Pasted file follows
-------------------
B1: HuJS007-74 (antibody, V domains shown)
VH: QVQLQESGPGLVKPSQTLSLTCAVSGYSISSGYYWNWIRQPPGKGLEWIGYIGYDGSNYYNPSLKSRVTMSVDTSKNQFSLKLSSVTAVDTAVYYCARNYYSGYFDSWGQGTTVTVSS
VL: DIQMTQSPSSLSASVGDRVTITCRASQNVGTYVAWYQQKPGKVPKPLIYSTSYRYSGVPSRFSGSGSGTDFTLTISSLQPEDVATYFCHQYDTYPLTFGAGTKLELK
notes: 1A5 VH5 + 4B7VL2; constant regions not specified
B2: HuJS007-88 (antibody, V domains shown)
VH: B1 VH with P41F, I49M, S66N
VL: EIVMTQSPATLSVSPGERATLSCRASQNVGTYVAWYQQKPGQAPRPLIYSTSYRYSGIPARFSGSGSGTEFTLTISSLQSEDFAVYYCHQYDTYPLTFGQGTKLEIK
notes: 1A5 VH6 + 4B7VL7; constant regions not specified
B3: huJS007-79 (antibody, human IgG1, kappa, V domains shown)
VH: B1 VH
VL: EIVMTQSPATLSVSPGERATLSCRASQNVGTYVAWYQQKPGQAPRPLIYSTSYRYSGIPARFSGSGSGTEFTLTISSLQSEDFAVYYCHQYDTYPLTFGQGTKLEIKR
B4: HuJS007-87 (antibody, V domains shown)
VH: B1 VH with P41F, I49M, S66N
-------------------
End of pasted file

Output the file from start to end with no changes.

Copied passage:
B1: HuJS007-74 (antibody, V domains shown)
VH: QVQLQESGPGLVKPSQTLSLTCAVSGYSISSGYYWNWIRQPPGKGLEWIGYIGYDGSNYYNPSLKSRVTMSVDTSKNQFSLKLSSVTAVDTAVYYCARNYYSGYFDSWGQGTTVTVSS
VL: DIQMTQSPSSLSASVGDRVTITCRASQNVGTYVAWYQQKPGKVPKPLIYSTSYRYSGVPSRFSGSGSGTDFTLTISSLQPEDVATYFCHQYDTYPLTFGAGTKLELK
notes: 1A5 VH5 + 4B7VL2; constant regions not specified
B2: HuJS007-88 (antibody, V domains shown)
VH: B1 VH with P41F, I49M, S66N
VL: EIVMTQSPATLSVSPGERATLSCRASQNVGTYVAWYQQKPGQAPRPLIYSTSYRYSGIPARFSGSGSGTEFTLTISSLQSEDFAVYYCHQYDTYPLTFGQGTKLEIK
notes: 1A5 VH6 + 4B7VL7; constant regions not specified
B3: huJS007-79 (antibody, human IgG1, kappa, V domains shown)
VH: B1 VH
VL: EIVMTQSPATLSVSPGERATLSCRASQNVGTYVAWYQQKPGQAPRPLIYSTSYRYSGIPARFSGSGSGTEFTLTISSLQSEDFAVYYCHQYDTYPLTFGQGTKLEIKR
B4: HuJS007-87 (antibody, V domains shown)
VH: B1 VH with P41F, I49M, S66N